A guilty conscience provides the currency for emotional blackmail, a fair price to pay according to Cooper Wyatt, who, if guilt were gold, would be the wealthiest man on the planet. Cooper is still paying the emotional toll for an accident that took the life of a little boy, an accident that happened when he was too wasted to drive and handed over his keys to his then lover Jordan Jensen, who was in no better shape. A little boy lost his life that day, and in the aftermath, Cooper Wyatt lost his soul to the demons of shame.
Jordan went to prison, Cooper went to rehab, and now Cooper’s sober and running from those demons, the still small voices of blame that have gnawed away at him ever since. Cooper’s life reads like a tragedy in many ways: at one time, drugs and alcohol informed his self-destructive choices and brought a quick and decisive end to his time at the Julliard School, derailing a once promising career; now that he’s sober, the memories of the drug and alcohol abuse inform his choices of self-denial, namely the right to settle down and to find some sort of peace. Cooper’s life is spare and has been whittled down to his bike, his violin, and whatever pieces of his existence will fit into a duffle bag.
Three years of using his conscience as a compass was three years of directionless wandering, until Cooper rolled into the sleepy, seaside town of Santo Ignacio, happened upon a bar called Nacho’s, and met his future in the form of the beautiful Shawn Fielding, a man whose deafness is not a handicap to his ability to hear the sounds of Cooper’s pain exhaling from every part of himself.
St. Nacho’s is a story of running away, first from the past, then from the future. It’s a story of running toward something you didn’t know you could have, then turning away and running toward someone you feel you owe, regardless of it meaning you’re running away from the someone who could finally set you free. It’s about taking responsibility for your actions, but also about allowing yourself to forgive and realizing that, at some point, redemption can’t happen until you stop the self-flagellation long enough to let it set you free.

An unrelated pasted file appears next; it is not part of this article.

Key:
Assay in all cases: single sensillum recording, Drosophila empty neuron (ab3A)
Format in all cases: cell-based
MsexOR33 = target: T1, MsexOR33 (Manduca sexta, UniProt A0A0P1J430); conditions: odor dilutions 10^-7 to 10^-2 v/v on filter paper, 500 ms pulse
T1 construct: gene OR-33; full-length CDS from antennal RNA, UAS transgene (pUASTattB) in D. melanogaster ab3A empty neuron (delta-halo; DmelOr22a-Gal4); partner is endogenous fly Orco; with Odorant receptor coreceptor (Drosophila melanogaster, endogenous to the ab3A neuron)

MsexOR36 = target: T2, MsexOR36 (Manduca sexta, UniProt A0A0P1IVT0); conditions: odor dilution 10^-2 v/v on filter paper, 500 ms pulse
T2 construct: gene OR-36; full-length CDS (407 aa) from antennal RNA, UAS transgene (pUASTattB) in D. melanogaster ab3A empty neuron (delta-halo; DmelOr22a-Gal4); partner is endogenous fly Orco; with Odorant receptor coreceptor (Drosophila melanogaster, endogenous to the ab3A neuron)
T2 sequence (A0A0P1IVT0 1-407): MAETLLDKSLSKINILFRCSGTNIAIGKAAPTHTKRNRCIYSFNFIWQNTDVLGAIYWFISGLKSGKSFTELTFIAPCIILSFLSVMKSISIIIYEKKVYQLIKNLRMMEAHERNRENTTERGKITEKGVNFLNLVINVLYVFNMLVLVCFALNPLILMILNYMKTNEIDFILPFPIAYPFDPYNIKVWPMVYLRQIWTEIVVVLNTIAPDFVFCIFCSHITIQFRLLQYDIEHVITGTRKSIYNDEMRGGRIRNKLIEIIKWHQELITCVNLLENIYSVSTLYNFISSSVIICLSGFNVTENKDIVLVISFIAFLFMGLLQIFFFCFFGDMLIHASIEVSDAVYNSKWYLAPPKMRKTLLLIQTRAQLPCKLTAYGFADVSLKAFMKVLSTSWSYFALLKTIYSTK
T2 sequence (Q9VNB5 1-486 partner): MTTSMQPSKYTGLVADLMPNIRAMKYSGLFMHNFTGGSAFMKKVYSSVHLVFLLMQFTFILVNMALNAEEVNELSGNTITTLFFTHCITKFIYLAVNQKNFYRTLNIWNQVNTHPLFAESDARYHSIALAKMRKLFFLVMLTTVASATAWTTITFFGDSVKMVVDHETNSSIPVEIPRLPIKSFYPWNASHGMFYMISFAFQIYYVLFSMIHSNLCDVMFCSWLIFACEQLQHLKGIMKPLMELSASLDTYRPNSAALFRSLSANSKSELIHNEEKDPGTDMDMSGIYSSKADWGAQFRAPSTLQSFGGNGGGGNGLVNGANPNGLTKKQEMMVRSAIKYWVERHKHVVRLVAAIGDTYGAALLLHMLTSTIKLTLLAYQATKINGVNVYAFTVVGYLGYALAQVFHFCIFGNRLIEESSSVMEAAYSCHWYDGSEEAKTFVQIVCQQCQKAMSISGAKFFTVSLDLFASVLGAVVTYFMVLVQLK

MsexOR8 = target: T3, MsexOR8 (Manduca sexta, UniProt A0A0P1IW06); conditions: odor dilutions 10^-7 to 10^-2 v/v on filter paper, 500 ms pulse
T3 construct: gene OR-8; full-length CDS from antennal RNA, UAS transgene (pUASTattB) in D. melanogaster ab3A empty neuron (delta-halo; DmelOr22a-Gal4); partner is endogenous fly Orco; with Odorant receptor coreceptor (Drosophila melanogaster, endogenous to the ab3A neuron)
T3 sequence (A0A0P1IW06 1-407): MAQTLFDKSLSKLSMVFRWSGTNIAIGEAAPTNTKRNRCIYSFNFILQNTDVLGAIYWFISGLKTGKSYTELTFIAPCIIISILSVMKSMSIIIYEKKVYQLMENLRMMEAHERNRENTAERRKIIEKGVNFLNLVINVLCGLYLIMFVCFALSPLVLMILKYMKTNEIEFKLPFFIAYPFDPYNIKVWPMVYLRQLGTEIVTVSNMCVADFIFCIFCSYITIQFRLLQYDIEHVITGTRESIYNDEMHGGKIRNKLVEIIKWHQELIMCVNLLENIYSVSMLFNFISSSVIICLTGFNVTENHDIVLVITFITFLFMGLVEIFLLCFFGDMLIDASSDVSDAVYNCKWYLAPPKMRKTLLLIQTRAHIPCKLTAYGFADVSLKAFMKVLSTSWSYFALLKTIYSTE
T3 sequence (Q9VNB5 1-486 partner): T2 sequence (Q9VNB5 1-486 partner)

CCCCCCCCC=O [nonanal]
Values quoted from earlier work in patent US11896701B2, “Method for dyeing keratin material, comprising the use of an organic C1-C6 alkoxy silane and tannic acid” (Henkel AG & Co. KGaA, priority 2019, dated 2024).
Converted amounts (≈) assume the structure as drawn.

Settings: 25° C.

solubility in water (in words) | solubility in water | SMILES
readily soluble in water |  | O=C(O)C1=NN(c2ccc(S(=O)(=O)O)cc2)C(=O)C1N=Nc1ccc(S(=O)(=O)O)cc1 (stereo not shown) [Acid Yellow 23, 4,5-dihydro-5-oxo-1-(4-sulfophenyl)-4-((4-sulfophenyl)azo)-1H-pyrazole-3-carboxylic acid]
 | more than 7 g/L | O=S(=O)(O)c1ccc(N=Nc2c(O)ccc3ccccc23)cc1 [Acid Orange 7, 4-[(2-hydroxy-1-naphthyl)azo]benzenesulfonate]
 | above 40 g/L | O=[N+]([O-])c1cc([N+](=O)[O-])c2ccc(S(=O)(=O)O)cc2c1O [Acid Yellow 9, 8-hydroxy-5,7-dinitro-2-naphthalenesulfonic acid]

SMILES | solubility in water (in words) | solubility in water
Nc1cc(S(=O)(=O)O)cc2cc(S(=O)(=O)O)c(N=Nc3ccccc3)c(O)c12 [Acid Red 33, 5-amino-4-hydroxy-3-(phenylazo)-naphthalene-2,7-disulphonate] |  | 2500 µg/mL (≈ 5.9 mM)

As the saying goes, “you can’t go home again,” and in Cooper’s case it’s true because home means living in a past with Jordan that will keep them both from moving on, and will keep Cooper from Shawn and the future they’re meant to share. But it’s also true that home isn’t a someplace but a someone, and wherever that someone is, is the place you’ll find your peace, and it’s the truth that is the light to welcome you there. It’s about hearing not with your ears but with your heart, and not speaking with your voice but with your Self, allowing your body language to cry out for what your very being needs but can’t say with words.
Z.A. Maxfield wrote the hell out of this book, which isn’t particularly eloquent but is true nonetheless. When an author can make me feel the agony of a man’s conviction to do what’s right as opposed to what’s easy, all at the cost of his own happiness as well as my own anxiety, I think that author has done the job of putting a small part of herself into the writing, which, for me, elevated St. Nacho’s to my list of all-time favorite reads.
Buy St. Nacho’s HERE.